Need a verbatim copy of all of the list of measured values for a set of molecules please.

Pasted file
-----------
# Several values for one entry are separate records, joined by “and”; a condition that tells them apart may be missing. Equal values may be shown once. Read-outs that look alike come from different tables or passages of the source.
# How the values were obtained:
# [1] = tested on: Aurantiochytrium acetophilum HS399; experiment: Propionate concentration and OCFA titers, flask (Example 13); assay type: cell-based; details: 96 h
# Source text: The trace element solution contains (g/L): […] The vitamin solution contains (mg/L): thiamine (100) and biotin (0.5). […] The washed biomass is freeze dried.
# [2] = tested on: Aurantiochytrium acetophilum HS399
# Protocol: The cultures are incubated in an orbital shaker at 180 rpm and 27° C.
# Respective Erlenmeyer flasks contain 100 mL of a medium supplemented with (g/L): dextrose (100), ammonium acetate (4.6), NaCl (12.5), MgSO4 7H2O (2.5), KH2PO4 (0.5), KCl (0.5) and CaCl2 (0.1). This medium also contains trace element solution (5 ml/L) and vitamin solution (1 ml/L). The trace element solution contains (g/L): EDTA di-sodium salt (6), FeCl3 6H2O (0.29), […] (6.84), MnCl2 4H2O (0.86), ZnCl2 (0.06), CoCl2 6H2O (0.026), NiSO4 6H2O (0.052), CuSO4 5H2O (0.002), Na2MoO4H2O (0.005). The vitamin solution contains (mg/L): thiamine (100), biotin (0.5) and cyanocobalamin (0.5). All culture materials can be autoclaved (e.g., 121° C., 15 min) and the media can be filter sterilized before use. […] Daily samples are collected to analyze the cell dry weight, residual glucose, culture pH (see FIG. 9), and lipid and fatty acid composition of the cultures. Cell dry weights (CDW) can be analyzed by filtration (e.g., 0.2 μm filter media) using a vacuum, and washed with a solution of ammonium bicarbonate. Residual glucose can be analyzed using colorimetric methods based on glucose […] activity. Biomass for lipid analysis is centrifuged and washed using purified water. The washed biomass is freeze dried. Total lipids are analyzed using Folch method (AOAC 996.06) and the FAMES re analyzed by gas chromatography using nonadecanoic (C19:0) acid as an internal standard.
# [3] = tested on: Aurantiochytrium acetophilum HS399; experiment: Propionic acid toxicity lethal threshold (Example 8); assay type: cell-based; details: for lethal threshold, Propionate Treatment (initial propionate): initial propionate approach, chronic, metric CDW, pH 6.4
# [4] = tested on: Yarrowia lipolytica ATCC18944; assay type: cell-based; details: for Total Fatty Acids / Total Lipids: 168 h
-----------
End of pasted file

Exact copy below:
# Several values for one entry are separate records, joined by “and”; a condition that tells them apart may be missing. Equal values may be shown once. Read-outs that look alike come from different tables or passages of the source.
# How the values were obtained:
# [1] = tested on: Aurantiochytrium acetophilum HS399; experiment: Propionate concentration and OCFA titers, flask (Example 13); assay type: cell-based; details: 96 h
# Source text: The trace element solution contains (g/L): […] The vitamin solution contains (mg/L): thiamine (100) and biotin (0.5). […] The washed biomass is freeze dried.
# [2] = tested on: Aurantiochytrium acetophilum HS399
# Protocol: The cultures are incubated in an orbital shaker at 180 rpm and 27° C.
# Respective Erlenmeyer flasks contain 100 mL of a medium supplemented with (g/L): dextrose (100), ammonium acetate (4.6), NaCl (12.5), MgSO4 7H2O (2.5), KH2PO4 (0.5), KCl (0.5) and CaCl2 (0.1). This medium also contains trace element solution (5 ml/L) and vitamin solution (1 ml/L). The trace element solution contains (g/L): EDTA di-sodium salt (6), FeCl3 6H2O (0.29), […] (6.84), MnCl2 4H2O (0.86), ZnCl2 (0.06), CoCl2 6H2O (0.026), NiSO4 6H2O (0.052), CuSO4 5H2O (0.002), Na2MoO4H2O (0.005). The vitamin solution contains (mg/L): thiamine (100), biotin (0.5) and cyanocobalamin (0.5). All culture materials can be autoclaved (e.g., 121° C., 15 min) and the media can be filter sterilized before use. […] Daily samples are collected to analyze the cell dry weight, residual glucose, culture pH (see FIG. 9), and lipid and fatty acid composition of the cultures. Cell dry weights (CDW) can be analyzed by filtration (e.g., 0.2 μm filter media) using a vacuum, and washed with a solution of ammonium bicarbonate. Residual glucose can be analyzed using colorimetric methods based on glucose […] activity. Biomass for lipid analysis is centrifuged and washed using purified water. The washed biomass is freeze dried. Total lipids are analyzed using Folch method (AOAC 996.06) and the FAMES re analyzed by gas chromatography using nonadecanoic (C19:0) acid as an internal standard.
# [3] = tested on: Aurantiochytrium acetophilum HS399; experiment: Propionic acid toxicity lethal threshold (Example 8); assay type: cell-based; details: for lethal threshold, Propionate Treatment (initial propionate): initial propionate approach, chronic, metric CDW, pH 6.4
# [4] = tested on: Yarrowia lipolytica ATCC18944; assay type: cell-based; details: for Total Fatty Acids / Total Lipids: 168 h